China’s economy is certainly improving but has not yet returned to pre-crisis levels. Proxy indicators like traffic congestion levels may suggest a recovery since they are higher than last year. However, these levels are higher because people are social distancing and avoiding public transport. The recovery in China has continued through the second quarter of 2020, with the services sector starting to catch up to the manufacturing sector. Construction activity has seen significant improvement in the last month, and there remains a large pipeline of infrastructure projects to be started.

With the combined turnover on the Shanghai and Shenzhen exchanges hitting a five-year high of 1.5 trillion yuan, (US$213.2 billion) China’s economy has been recovering from its first ever quarterly contraction and policymakers have been unleashing a record amount of liquidity to support growth. Adding to a slew of loosening monetary policies was the latest move by the central bank to cut the discount and re-lending rates for the first time in a decade, which investors have interpreted as a sign of further easing. Corporate profits are expected to post double-digit growth in the second half.

With major state media hyping up the market, traders see that as a sign of government support for further gains in stocks. A solid economic recovery and a spate of reform measures have laid the foundation for a bull market and China needs a rising market to fund its economic transformation and develop hi-tech industries.


The Chinese government has announced further stimulus measures, including coupons to households to encourage spending, and the People’s Bank of China is making monetary policy more accommodative. However, the stimulus does not match 2015/16 or the financial crisis of 2007-08, and the government appears worried about excessive debt levels. While geopolitical risks are rising, we think the rhetoric between the U.S. and China is at this stage unlikely to see the Phase One trade deal dissolved in the short term. China seems well positioned for a strong rebound through the second half of 2020 and into 2021 as stimulus kicks in and the global economy recovers.


In second quarter 2020 commodity prices rebounded as some optimism returned to the industrial commodity markets. Chinese demand began to rise, crude oil made a comeback, and base metals and other raw material prices rose. If the impact of central bank and government stimulus in the aftermath of the 2008 financial crisis is an example for industrial commodities, we could see prices move a lot higher over the coming months and years. The amount of stimulus in 2020 is far higher than in 2008. At the same time, the value of the US dollar index declined by 1.76% in Q2, which is also supportive of base metals, industrial raw materials, and other commodity prices. The bottom line is that the response of governments around the world supported the industrial sector of the commodities market in the second quarter. Coronavirus in Q1 caused the price of nickel to collapse, but the price held the $11,000 per ton level and moved higher over the second quarter.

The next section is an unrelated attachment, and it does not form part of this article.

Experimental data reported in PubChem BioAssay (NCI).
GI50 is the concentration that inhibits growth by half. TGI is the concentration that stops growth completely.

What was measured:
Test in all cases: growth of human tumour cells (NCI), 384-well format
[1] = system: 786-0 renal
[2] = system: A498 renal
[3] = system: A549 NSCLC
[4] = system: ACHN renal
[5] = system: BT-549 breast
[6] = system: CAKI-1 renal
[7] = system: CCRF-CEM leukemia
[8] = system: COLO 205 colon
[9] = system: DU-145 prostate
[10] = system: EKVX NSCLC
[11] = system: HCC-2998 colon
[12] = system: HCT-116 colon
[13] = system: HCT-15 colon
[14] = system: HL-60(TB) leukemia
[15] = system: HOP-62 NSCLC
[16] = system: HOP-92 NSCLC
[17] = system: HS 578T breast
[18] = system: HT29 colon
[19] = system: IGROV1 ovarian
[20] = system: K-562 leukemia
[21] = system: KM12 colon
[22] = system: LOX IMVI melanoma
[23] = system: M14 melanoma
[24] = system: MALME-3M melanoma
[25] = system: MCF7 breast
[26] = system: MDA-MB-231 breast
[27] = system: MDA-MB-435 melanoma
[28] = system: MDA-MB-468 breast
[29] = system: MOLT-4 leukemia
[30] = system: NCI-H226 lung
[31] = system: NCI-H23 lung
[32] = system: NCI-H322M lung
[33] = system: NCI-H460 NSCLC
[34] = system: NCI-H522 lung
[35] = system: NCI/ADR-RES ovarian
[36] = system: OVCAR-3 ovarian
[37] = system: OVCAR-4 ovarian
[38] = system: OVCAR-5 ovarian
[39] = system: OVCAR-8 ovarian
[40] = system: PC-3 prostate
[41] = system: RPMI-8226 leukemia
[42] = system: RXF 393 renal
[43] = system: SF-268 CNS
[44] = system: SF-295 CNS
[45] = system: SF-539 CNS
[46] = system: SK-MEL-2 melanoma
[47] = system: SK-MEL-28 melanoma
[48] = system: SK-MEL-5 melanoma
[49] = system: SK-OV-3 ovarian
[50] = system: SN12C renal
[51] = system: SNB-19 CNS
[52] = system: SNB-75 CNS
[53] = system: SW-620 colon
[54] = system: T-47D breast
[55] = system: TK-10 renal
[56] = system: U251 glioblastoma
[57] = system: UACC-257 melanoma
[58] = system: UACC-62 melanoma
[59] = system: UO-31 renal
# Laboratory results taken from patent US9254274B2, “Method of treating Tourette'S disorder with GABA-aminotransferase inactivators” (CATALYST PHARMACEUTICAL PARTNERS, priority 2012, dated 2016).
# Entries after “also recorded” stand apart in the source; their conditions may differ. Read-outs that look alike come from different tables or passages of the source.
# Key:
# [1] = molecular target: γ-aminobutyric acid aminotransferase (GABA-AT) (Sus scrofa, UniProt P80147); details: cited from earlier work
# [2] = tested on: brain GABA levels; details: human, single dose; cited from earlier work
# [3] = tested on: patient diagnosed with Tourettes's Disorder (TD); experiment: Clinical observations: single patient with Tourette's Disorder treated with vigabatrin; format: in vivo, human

When it comes to nickel, iron ore and steel demand are substantial factors for the price of the nonferrous metal. Nickel is highly sensitive to changes in global economic conditions, as we witnessed in Q1 and Q2. Nickel is a very volatile metal, and we could see a wide price range for the metal in Q3, but the bias is now to the upside as copper has led the sector higher. Stimulus and weakness in the US dollar underpin the price of nickel as we head into the second half of 2020. Expect lots of price volatility in the base metals and industrial commodity sector of the commodity market over the coming quarter and beyond. While economic contraction was bearish for prices earlier this year, inflationary policies to combat the financial symptoms of the pandemic and a significant decline in production could give way to lots of two-way price volatility.


Falling real yields, thanks to expansionary monetary policy, coupled with the global economic uncertainty brought about by the coronavirus pandemic, has provoked traders to diversify into precious metals Gold prices, having weathered the storm of improved risk appetite, appear to be gearing up for another move to fresh yearly highs, and their highest level since 2011. Gold prices have a relationship with volatility unlike other asset classes, even including precious metals like silver which have more significant economic uses. While other asset classes like bonds and stocks don’t like increased volatility – signalling greater uncertainty around cash flows, dividends, coupon payments, etc. – gold tends to benefit during periods of higher volatility. Heightened uncertainty in financial markets due to increasing macroeconomic tensions increases the safe – haven appeal of gold.